Anyway, Ted thinks I am overreacting because a) he thinks we all grew up with advertising and merchandising and we turned out okay, and b) so what, because it's kind of cute. But he has no CLUE the scale that this goes on on, or the quantity of garbage merchandise that they're turning out (this isn't the Barbie or Hot Wheels car or Sesame Street stuff of our childhood!). A little girl could conceivably go through life seeing Dora in every "frame" of her day - wake up on Dora sheets & pillows, in Dora pyjamas, and the day just goes on like that until she's back on her Dora pillow at the end of the day. I'm sure Naomi could! We have so much of the stuff, just from family gifts...

Anyway, Ted said he'd speak to his sister. How to say it nicely, though, because I love the fact that they feel connected to the kids here? But I do not want them - with their clothing, toys and play scenarios - to be walking, talking billboards and commercials for products I feel are little short of EEEEeeeeevil. I said to maybe suggest fewer things - and not just videos, either - but maybe things that are harder for us to come by - like wooden trains, which are very expensive. A few new train things would probably rekindle Naomi's interest for quite a while, and it won't be long before Gavriel Zev is interested, too.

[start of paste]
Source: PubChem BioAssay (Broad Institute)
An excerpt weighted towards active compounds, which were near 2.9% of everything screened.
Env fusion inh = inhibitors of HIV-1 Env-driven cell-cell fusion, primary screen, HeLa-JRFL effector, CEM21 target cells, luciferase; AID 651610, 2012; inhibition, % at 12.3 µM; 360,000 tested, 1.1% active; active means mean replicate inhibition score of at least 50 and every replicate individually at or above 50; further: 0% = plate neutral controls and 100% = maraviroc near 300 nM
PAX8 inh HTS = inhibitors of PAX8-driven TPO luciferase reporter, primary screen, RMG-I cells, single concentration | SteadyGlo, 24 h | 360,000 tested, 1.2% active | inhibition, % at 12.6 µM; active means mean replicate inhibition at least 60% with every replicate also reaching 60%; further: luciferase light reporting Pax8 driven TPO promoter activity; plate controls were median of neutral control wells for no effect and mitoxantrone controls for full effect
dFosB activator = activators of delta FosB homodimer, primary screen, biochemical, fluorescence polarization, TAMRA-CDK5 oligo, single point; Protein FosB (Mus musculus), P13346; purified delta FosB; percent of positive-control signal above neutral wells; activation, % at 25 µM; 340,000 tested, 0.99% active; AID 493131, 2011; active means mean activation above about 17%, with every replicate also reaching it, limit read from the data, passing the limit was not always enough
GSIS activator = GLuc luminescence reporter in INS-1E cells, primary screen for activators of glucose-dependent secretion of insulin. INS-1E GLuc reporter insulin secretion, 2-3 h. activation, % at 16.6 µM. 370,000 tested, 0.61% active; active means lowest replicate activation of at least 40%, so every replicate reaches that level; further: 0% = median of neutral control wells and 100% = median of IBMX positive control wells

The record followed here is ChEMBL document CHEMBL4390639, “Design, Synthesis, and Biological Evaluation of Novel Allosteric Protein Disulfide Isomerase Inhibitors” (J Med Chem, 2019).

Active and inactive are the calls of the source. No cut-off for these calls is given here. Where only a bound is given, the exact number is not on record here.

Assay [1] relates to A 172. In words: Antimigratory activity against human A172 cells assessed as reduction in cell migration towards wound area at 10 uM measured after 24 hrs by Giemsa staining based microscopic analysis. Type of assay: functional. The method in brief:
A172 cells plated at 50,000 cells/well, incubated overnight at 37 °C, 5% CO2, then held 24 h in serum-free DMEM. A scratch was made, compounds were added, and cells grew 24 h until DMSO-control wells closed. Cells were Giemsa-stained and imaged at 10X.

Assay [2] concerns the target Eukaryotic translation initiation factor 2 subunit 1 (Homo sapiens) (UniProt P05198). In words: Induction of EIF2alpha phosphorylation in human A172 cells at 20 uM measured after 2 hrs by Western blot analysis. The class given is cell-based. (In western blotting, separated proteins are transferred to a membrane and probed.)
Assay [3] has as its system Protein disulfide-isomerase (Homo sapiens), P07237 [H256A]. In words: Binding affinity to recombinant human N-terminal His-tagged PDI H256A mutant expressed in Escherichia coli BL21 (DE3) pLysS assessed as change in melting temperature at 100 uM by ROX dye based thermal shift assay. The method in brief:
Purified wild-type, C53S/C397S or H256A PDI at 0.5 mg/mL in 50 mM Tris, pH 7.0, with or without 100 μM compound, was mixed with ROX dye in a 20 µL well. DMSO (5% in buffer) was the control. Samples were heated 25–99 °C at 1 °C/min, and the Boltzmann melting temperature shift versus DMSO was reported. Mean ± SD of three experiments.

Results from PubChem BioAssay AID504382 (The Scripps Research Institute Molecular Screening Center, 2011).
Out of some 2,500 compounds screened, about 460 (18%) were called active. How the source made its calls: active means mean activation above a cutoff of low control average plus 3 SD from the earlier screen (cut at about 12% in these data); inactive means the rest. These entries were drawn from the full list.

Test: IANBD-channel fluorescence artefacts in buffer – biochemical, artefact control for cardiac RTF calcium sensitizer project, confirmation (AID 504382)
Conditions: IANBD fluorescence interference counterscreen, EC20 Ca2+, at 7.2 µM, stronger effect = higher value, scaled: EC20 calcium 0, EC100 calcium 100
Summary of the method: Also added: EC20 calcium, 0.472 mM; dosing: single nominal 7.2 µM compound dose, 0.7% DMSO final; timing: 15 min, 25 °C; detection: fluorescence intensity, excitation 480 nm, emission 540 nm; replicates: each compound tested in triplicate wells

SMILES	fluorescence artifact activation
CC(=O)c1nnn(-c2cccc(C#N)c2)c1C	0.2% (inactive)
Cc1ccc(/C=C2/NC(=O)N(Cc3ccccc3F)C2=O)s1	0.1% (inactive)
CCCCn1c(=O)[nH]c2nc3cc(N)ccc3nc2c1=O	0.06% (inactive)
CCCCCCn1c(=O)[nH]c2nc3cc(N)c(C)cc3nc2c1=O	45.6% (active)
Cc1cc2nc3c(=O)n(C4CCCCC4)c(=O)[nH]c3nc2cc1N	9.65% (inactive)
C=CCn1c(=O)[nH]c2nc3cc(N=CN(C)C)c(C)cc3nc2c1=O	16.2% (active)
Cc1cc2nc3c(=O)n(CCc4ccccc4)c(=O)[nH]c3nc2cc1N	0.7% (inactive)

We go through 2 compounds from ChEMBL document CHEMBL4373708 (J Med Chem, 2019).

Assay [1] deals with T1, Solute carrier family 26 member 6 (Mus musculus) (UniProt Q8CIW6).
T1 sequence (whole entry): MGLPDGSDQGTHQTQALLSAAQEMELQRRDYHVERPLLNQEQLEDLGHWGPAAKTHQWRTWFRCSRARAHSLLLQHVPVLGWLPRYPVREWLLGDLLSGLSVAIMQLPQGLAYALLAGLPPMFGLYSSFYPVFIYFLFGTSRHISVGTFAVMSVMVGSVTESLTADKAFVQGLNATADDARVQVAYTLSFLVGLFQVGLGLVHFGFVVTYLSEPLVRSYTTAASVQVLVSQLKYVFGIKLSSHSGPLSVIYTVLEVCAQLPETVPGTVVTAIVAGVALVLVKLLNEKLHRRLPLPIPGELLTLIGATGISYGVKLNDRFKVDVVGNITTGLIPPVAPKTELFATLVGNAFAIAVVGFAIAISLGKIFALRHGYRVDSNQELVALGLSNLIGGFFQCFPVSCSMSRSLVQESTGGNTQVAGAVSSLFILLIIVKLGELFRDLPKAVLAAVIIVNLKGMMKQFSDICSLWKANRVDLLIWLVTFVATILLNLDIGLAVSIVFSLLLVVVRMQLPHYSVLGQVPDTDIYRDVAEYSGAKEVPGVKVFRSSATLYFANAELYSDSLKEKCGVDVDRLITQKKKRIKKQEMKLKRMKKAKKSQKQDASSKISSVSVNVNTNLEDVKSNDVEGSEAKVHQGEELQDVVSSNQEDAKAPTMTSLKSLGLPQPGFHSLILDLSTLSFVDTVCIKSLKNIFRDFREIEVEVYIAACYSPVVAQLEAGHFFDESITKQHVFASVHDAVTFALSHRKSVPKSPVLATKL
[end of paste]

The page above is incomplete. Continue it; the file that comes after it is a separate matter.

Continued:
Aargh. She was all over him today. I know I'm doing this out of sequence because THIS post is about yesterday and the NEXT one is about today, but bear with me. She was everywhere - climbing over him, nibbling his fingers, "boodoo-badda-ing on him" (which involves rubbing his hair, actually kind of gently). I tried to channel it constructively - I got out the doctor set and said we could check if he was healthy... then I redirected her into checking the health of Dorothy and Tracey, her two main dolls-of-the-moment.

Dorothy is named after Dorothy in the Wizard of Oz.
Tracey is named after our dance teacher in Creative Movement with Parent last session. It's kind of cute because the real Tracey is black and the doll Tracey is very pale pink. But the real Tracey isn't made of rubber either, and she has hair, which the doll Tracey doesn't, so I guess Naomi doesn't see or care about one more incongruity.

I'm looking forward to the next session of the dance classes. They cut into naptime a bit, which will be hard, but may give me a chance to spend "alone time" with Gavriel Zev either upstairs in the library or at the plaza, okay, getting coffee! It's only half an hour, but it's hard to believe Naomi's ready for classes all by herself. Her swim class is also by herself but there is no library or plaza nearby, so I'll have to stay, sit on the bench, watching and waving.
All that excitement starts next week.


Sunday - Mommy-made PANCAKES (weird) and tinned soup and salad. Very simple supper, which is what we all needed after a few days of Purim, Shabbos, etc.